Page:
Trained in the decorative arts and sculpture drawing has been my primary medium of practice for over a decade. Drawing initially was means for me to explore aspects of design, decoration and functionality in the abstract. My work has progressed from objects to objects patterned by landscapes and now inverted waterscapes.
My current work is charcoal drawings of negative images of light on water. The inverted images change the material of water into what could be interpreted as a desert and at times an alpine landscape or of a static material of stone or marble; thus, completely inverting our understanding of the material. This shift touches on many of the themes that have been of interest to me such as: transformation, materiality, scale, landscape, reflection and perhaps tangentially, my personal concern about our climate. These drawings feel like a seminal shift in my studio practice, one that combines the numerous threads and interests I have investigated over the years.
A continuation of my subtle investigation of the reflection and intimacy in precious gems and objects. His work is inspired by picture agates; semi-precious stones which when cut and polished reveal what appear to be hidden landscapes or foliage within their natural matrix. Wahl super-imposes hyper-realistic landscapes onto the immense rendering of the natural one. In Wahl’s drawings what appear to be large formal renderings of gems, upon closer and more intimate inspection open to reveal not a “thing”, but a place. Striations in stone become jungle fronds and waterfalls mimic marble. Grand landscapes hidden within the stones seem no more unrealistic then a gem opening up reveal another world.
Other worlds are inferred in Wahl’s series of portraits of Pearls and black cabochons. The pearls rendered large take on the feeling of a planet or a moon. Abstracted from the tiny scale we usually admire them they invite us to image traveling there not holding them in our hand. Drafted in charcoal, opaque stones become deep black pools and expanses of outer space inviting us in not to explore, but to disappear.
The final drawing in the series is a Gazing globe, which combines reflection, reduction and escape in a misty gem like mirror drawing of a bucolic setting. The globe both reflects the leafy scene and also embodies it as if the patterning a picture agate was stretched over the sphere. The image from afar could also be taken for a planet but the planet is the place, the scene is the object. Again, asking us to find and in turn investigate a location in the object. The surface does not reveal what is inside but reverses where we might be back at us. Yet unlike gems which invite us in the globe invites us in and then denies us entry. Unfortunately none of these gems are portals to other worlds; they act like tiny prisms-imitating black mirrors and translucent eyes which reflect places we do not inhabit. They remove the viewer from the pleasure of inhabiting the reflection they see, they dissolve our existence. They are the Edens we have been cast out of the places we are forbidden and unable to return to. Glimmers of worlds now hidden from us.
The Jet Drawing Series II & Somewhere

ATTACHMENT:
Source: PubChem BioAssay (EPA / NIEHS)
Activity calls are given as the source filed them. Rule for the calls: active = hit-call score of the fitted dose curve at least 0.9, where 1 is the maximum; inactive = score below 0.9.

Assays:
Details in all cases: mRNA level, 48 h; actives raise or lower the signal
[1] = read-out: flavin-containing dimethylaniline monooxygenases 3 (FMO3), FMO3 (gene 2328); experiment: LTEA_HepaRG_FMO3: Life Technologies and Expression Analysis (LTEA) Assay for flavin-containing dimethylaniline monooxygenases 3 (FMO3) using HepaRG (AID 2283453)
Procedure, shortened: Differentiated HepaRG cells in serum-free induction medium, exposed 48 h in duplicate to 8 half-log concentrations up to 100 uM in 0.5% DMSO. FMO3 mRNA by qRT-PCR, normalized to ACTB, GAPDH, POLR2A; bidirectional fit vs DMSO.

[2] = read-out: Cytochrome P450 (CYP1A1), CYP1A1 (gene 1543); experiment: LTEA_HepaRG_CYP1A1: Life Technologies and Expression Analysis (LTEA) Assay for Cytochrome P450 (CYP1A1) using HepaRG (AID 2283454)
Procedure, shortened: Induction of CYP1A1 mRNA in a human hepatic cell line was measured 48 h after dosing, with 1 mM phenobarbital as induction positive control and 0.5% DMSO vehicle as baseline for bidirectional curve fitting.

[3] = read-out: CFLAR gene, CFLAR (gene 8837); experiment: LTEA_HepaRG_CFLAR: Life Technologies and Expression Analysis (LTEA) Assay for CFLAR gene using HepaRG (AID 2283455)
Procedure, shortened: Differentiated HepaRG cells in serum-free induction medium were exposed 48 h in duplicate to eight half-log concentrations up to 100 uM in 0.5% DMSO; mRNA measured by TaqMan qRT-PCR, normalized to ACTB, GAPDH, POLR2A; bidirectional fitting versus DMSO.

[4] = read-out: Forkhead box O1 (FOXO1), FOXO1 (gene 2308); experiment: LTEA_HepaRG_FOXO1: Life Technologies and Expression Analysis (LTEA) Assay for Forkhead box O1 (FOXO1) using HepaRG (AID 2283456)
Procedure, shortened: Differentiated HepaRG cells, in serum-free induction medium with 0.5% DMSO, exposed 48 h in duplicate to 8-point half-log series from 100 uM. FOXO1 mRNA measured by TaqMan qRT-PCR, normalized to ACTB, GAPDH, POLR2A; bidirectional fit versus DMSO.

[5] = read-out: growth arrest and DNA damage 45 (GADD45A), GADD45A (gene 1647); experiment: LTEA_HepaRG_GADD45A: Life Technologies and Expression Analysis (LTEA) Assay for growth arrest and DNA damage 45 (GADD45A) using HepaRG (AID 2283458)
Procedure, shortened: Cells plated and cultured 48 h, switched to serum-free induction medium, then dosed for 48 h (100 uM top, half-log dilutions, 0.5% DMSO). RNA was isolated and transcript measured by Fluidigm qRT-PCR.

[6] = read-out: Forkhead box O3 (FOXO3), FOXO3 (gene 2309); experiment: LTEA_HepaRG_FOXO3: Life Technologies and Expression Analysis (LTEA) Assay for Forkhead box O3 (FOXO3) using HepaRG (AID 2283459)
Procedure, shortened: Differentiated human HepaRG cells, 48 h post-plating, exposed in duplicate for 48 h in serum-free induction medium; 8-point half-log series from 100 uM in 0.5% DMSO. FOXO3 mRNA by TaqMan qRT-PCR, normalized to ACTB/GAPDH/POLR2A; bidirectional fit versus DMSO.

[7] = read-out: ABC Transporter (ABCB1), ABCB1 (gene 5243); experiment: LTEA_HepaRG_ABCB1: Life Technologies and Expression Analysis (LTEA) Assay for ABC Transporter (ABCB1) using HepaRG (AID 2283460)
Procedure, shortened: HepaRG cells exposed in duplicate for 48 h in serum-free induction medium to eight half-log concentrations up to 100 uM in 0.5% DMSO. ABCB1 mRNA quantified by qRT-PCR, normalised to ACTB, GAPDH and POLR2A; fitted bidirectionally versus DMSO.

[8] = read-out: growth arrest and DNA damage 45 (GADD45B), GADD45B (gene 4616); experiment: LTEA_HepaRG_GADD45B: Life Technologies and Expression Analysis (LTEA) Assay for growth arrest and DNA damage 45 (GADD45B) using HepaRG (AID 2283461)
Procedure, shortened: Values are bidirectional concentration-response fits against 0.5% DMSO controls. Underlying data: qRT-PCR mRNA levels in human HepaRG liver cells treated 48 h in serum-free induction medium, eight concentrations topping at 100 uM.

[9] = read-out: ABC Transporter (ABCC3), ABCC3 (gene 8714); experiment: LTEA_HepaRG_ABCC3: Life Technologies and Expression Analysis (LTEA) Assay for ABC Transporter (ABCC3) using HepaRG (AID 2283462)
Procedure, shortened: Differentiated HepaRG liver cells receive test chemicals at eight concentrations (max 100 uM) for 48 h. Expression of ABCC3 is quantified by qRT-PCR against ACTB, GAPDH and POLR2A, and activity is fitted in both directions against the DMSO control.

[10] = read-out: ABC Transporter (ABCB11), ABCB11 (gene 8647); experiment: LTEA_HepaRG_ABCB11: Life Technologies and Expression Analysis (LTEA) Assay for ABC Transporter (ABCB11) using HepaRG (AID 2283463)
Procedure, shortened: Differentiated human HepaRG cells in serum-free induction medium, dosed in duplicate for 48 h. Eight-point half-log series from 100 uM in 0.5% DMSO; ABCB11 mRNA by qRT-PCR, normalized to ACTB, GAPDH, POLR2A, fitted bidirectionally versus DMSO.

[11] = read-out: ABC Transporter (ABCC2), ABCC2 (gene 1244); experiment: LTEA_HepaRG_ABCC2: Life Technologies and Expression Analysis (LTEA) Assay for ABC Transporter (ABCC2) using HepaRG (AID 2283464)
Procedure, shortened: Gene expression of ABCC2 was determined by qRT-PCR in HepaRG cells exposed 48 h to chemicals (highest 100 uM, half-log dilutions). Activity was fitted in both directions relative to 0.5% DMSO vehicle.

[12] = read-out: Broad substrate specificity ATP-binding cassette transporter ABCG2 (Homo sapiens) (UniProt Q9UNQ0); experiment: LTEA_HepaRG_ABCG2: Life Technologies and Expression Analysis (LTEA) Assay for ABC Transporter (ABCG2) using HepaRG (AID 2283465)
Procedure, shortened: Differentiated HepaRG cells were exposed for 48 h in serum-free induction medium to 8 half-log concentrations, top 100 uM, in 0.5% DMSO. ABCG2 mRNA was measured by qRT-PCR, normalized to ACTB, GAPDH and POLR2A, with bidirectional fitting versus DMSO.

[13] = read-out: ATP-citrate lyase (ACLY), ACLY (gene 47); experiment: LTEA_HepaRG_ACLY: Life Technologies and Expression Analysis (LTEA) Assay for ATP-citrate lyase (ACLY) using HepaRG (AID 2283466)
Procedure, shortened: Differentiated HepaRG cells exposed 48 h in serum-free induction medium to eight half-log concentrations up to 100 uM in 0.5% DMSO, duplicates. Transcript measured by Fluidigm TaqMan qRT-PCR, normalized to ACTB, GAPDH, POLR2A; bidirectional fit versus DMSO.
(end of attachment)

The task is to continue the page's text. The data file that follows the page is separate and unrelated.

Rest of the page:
Direct extensions of the Jet Drawing Series, these series explore the formal qualities of the jet as a reflective material and charcoal as a drafting material. The images are collaged, repeated, and skewed to transform them from the original objects into new forms.
The Jet Drawing Series
A series of large charcoal drawings of Victorian jet mourning jewelry, I am interested in scale and perception. I am intrigued with how the viewer relates to or perceives these historical objects of jewelry when rendered larger than life, out of scale, and how this shift from three dimensions to two parallels a rift between jewelry and fine art.
The jet jewelry that were the models for my drawings were made during the mid to late 19th century carved by hand from jet, a fossilized material similar to coal but more durable. They were worn during a woman's period of mourning after the death of a loved one when wearing conventional precious jewelry would have been deemed inappropriate.
Today these objects seem Gothic, yet contemporary and almost timeless due to their reflective surfaces and monochromatism. Yet today, we could barely imagine reenacting their specific and prescribed sociological role in Victorian society. Both the objects’ timeless beauty and our alienation from their original roles make them perfectly ambiguous when viewed in the scale in which I have rendered them. I am more interested in them for these qualities than any nostalgic longing for gothic mourning.
Rendered as large drawings they become abstracted, transcending their history and meaning and become ominous objects of unknown origin. They invite the viewer to speculate and draw them in. Being trained as both a jeweler and sculptor I am very aware of how people view both fields differently, drawn to them for very different reasons, as well as how the larger art world classifies them. In this current work, I hope to invite the viewer to speculate on the myriad of reasons they might be drawn to the qualities inherent in both jewelry and fine art and perhaps explore what this shift means. How would they perceive these drawings differently if framed behind their couch or worn as a brooch?